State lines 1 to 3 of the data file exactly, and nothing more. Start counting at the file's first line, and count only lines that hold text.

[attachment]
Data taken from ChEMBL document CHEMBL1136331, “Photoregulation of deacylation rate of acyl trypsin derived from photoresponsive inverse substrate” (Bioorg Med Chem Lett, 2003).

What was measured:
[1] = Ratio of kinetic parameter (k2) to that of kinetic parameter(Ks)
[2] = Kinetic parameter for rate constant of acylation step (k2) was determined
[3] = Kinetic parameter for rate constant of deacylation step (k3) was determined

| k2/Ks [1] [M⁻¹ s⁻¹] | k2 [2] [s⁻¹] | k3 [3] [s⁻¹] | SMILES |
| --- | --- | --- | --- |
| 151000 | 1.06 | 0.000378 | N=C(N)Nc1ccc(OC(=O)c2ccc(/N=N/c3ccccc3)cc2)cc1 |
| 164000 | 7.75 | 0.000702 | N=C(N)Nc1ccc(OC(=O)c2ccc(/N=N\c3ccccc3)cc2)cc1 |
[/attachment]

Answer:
Data taken from ChEMBL document CHEMBL1136331, “Photoregulation of deacylation rate of acyl trypsin derived from photoresponsive inverse substrate” (Bioorg Med Chem Lett, 2003).

What was measured:
[1] = Ratio of kinetic parameter (k2) to that of kinetic parameter(Ks)